W. Swimming: Card finishes second at NCAA Championships

March 21, 2010, 10:15 a.m.

Despite winning five events at the NCAA Championships, which took place on March 18-20 in West Lafayette, Ind., the Stanford women’s swimming team came away with a second-place finish. The Cardinal finished with 379.5 points, while Florida won the event with 382 points, a mere 2.5 points ahead of Stanford.

Other notable finishes were defending champion California, in third place with 363 points; Arizona, in fourth place with 359.5 points; and Georgia, in fifth place with 342.5 points. The Bulldogs and the Cardinal shared the No. 1 national ranking heading into the meet.

The Card was attempting to win its first national championship since 1998. Its second-place finish is the highest Stanford has scored since 2001.

The team was led by big performances from senior co-captains Julia Smit and Elaine Breeden. Both swimmers finished with two national championships apiece, with Smit taking the 200 and 400-yard individual medley and Breeden winning the 100 and 200-yard butterfly. Breeden’s victory in the 200 fly gave her a third national championship in the event—she is one of only three swimmers to ever accomplish that feat.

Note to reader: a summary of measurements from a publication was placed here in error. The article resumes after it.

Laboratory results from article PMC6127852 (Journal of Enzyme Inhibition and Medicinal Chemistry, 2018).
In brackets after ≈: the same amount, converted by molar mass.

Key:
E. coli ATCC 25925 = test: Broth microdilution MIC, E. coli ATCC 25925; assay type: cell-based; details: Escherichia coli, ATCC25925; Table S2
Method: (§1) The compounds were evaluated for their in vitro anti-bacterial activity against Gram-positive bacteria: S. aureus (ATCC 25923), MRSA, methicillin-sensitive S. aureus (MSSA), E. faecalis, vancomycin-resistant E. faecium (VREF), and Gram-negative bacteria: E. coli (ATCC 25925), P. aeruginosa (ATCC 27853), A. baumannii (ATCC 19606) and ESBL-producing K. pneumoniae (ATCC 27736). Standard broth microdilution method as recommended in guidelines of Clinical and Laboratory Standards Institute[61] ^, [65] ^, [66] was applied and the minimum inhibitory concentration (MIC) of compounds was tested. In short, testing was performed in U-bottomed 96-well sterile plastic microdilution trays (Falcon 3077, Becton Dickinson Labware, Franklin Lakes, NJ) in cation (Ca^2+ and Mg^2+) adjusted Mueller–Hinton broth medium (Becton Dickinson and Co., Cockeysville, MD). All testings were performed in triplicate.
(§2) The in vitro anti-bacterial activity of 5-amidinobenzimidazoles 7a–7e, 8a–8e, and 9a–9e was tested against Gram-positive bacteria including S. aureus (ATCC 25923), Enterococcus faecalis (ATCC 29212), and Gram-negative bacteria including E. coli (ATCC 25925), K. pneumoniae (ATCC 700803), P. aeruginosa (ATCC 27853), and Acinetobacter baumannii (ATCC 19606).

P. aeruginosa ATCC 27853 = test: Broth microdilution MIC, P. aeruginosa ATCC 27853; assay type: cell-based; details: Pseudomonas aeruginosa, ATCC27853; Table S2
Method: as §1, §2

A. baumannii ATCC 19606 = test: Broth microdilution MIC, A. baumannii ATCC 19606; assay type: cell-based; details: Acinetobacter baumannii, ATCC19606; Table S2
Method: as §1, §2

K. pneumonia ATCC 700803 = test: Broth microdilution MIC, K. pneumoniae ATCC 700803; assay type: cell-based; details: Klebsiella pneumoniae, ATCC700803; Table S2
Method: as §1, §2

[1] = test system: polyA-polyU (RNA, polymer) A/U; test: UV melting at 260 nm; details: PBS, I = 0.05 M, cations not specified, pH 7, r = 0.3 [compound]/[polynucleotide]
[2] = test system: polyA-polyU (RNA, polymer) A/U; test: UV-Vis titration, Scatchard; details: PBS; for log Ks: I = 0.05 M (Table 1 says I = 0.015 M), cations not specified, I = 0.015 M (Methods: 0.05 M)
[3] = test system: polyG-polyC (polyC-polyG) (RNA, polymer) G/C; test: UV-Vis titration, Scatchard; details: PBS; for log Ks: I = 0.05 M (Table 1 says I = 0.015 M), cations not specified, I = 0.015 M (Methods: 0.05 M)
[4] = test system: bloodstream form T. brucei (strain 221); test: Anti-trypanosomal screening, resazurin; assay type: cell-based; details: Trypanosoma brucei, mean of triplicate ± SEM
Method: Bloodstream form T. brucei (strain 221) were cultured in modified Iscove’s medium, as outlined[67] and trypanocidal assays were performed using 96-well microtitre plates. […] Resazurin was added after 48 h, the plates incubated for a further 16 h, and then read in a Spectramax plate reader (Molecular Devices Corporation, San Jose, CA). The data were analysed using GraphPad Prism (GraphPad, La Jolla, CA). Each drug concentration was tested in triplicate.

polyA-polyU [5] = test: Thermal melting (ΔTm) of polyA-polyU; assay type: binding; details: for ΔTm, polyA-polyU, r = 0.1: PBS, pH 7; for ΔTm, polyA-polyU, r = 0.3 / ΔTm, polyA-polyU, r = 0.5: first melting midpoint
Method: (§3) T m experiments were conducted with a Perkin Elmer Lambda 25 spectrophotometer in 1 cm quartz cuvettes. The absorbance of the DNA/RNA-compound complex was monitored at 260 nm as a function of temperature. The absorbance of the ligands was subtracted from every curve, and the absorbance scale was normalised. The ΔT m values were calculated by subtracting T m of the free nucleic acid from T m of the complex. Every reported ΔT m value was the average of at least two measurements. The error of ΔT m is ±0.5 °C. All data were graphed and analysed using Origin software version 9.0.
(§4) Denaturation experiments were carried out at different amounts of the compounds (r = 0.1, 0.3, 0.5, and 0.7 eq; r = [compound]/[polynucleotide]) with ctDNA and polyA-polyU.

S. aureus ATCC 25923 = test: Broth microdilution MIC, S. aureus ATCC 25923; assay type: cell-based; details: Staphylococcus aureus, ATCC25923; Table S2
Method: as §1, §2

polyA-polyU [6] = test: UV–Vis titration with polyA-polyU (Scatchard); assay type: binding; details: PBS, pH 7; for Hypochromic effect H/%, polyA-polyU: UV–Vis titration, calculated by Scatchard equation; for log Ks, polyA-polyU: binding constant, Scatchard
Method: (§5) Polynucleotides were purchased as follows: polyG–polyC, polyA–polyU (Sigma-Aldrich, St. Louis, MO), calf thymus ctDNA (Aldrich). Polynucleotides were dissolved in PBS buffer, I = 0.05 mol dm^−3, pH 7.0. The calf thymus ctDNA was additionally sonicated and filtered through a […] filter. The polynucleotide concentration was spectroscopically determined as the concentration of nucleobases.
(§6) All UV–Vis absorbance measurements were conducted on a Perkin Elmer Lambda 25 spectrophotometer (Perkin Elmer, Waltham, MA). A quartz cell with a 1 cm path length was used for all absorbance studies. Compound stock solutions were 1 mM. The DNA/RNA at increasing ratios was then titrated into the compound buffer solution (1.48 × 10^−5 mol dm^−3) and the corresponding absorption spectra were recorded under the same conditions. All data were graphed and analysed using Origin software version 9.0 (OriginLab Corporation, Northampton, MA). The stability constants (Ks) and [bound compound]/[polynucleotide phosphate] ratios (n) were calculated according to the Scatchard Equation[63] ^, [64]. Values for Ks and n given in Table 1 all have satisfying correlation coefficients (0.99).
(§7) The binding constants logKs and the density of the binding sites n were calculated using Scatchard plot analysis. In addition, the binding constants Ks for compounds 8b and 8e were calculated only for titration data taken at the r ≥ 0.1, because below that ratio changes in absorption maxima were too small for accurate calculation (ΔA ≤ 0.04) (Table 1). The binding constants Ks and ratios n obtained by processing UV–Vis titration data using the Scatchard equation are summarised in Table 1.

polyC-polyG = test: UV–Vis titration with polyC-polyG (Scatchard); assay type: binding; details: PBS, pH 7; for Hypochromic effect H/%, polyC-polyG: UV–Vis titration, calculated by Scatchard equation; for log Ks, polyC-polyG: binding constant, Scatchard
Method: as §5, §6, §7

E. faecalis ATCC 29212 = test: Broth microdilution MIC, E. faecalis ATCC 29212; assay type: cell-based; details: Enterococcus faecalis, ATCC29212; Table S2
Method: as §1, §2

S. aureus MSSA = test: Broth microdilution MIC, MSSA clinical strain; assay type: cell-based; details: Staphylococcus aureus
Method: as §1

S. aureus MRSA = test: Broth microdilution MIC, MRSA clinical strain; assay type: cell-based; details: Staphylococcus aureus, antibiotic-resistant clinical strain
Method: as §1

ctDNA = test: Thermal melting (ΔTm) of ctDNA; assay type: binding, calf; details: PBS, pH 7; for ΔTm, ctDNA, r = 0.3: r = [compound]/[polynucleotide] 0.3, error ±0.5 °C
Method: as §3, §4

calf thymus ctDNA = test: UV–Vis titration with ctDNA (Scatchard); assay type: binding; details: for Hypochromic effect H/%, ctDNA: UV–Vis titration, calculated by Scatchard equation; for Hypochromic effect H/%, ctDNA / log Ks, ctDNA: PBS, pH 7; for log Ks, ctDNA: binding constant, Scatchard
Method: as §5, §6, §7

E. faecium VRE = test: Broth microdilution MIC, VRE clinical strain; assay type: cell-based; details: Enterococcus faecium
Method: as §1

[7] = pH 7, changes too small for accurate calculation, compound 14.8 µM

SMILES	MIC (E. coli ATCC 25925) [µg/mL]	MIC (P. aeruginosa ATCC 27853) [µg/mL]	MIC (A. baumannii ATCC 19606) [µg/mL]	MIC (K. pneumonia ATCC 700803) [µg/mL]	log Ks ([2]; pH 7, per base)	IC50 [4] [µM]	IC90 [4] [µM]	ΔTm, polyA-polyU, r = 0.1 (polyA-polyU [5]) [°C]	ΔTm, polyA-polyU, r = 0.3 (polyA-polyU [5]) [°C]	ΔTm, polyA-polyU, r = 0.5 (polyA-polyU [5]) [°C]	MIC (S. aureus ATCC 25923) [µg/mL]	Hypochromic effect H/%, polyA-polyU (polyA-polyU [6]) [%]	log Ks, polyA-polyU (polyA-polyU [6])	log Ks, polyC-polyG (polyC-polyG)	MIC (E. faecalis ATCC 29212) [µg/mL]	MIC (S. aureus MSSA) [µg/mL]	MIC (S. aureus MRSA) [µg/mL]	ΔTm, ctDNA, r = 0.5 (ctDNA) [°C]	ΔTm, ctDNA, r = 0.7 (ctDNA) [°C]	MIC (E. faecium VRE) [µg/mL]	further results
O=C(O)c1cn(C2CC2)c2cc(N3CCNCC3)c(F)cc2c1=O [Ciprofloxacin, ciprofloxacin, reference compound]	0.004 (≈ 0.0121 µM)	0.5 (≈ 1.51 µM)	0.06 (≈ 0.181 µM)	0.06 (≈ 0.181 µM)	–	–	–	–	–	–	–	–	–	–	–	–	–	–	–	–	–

Stanford’s relay teams also turned in strong performances. The 400-yard freestyle relay team, consisting of Smit, junior Kate Dwelley and sophomores Sam Woodward and Betsey Webb, took home a national championship with a time of 3:12.32. Two other teams—the 200 free relay and the 400 medley relay—took second place.

Other Cardinal swimmers also garnered significant All-American honors, which are given to a top-16 finisher. Smit, Webb and Dwelley were all seven-time All-Americans at the meet.

While its swimming team was strong, the Stanford diving team was not quite as impressive. Junior Meg Hostage was the Card’s top finisher in all three diving events. She took 18th in platform diving, 23rd on the 3-meter springboard and 32nd on the 1-meter springboard.

Kabir Sawhney is currently a desk editor for the News section. He served as the Managing Editor of Sports last volume.

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